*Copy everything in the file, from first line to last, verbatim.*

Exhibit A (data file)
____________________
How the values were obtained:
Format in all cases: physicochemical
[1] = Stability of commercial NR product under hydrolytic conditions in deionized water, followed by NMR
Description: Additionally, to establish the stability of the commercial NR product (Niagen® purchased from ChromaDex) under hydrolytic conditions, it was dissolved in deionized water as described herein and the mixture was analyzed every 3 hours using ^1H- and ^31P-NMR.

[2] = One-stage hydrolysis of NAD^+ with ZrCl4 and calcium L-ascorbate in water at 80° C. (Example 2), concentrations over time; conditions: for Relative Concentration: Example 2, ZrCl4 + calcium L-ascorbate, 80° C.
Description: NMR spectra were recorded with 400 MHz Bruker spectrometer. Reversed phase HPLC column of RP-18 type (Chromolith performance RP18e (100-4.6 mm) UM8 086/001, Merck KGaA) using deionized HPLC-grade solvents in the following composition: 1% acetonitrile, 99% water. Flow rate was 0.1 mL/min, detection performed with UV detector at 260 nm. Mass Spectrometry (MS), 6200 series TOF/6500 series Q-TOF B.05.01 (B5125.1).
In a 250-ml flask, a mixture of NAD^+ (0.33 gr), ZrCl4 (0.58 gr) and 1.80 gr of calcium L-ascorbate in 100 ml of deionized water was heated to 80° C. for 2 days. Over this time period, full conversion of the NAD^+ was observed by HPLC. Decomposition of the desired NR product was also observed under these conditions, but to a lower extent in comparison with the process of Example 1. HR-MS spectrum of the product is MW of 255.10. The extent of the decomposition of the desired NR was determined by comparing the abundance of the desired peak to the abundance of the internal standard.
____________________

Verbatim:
How the values were obtained:
Format in all cases: physicochemical
[1] = Stability of commercial NR product under hydrolytic conditions in deionized water, followed by NMR
Description: Additionally, to establish the stability of the commercial NR product (Niagen® purchased from ChromaDex) under hydrolytic conditions, it was dissolved in deionized water as described herein and the mixture was analyzed every 3 hours using ^1H- and ^31P-NMR.

[2] = One-stage hydrolysis of NAD^+ with ZrCl4 and calcium L-ascorbate in water at 80° C. (Example 2), concentrations over time; conditions: for Relative Concentration: Example 2, ZrCl4 + calcium L-ascorbate, 80° C.
Description: NMR spectra were recorded with 400 MHz Bruker spectrometer. Reversed phase HPLC column of RP-18 type (Chromolith performance RP18e (100-4.6 mm) UM8 086/001, Merck KGaA) using deionized HPLC-grade solvents in the following composition: 1% acetonitrile, 99% water. Flow rate was 0.1 mL/min, detection performed with UV detector at 260 nm. Mass Spectrometry (MS), 6200 series TOF/6500 series Q-TOF B.05.01 (B5125.1).
In a 250-ml flask, a mixture of NAD^+ (0.33 gr), ZrCl4 (0.58 gr) and 1.80 gr of calcium L-ascorbate in 100 ml of deionized water was heated to 80° C. for 2 days. Over this time period, full conversion of the NAD^+ was observed by HPLC. Decomposition of the desired NR product was also observed under these conditions, but to a lower extent in comparison with the process of Example 1. HR-MS spectrum of the product is MW of 255.10. The extent of the decomposition of the desired NR was determined by comparing the abundance of the desired peak to the abundance of the internal standard.